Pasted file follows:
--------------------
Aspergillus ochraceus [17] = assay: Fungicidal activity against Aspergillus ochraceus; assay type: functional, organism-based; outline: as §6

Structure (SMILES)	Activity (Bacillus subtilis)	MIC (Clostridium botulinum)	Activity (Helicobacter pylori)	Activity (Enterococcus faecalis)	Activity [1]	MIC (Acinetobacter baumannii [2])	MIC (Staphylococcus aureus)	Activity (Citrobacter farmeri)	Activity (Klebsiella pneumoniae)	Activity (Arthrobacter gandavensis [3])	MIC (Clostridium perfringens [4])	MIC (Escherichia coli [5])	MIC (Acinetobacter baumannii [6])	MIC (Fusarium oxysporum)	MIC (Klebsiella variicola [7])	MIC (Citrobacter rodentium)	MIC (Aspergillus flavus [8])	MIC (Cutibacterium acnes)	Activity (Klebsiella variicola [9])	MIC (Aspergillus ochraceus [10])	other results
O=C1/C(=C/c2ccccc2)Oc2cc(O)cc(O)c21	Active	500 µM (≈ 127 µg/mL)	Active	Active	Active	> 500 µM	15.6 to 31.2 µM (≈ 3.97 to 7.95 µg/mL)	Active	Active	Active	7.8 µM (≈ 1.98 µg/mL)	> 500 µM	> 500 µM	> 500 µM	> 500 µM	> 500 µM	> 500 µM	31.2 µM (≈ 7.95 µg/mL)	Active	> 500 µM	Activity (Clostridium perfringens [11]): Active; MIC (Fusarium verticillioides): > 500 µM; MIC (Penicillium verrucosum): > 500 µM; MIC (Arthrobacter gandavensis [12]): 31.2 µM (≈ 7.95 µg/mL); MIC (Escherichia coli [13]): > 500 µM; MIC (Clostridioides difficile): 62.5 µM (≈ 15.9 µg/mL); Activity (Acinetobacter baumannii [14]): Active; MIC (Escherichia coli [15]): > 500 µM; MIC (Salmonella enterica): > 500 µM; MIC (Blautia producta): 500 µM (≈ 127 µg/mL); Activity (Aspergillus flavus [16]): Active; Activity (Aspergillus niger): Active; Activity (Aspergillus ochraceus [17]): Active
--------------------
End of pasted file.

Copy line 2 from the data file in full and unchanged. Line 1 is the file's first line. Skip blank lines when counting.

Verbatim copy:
Structure (SMILES)	Activity (Bacillus subtilis)	MIC (Clostridium botulinum)	Activity (Helicobacter pylori)	Activity (Enterococcus faecalis)	Activity [1]	MIC (Acinetobacter baumannii [2])	MIC (Staphylococcus aureus)	Activity (Citrobacter farmeri)	Activity (Klebsiella pneumoniae)	Activity (Arthrobacter gandavensis [3])	MIC (Clostridium perfringens [4])	MIC (Escherichia coli [5])	MIC (Acinetobacter baumannii [6])	MIC (Fusarium oxysporum)	MIC (Klebsiella variicola [7])	MIC (Citrobacter rodentium)	MIC (Aspergillus flavus [8])	MIC (Cutibacterium acnes)	Activity (Klebsiella variicola [9])	MIC (Aspergillus ochraceus [10])	other results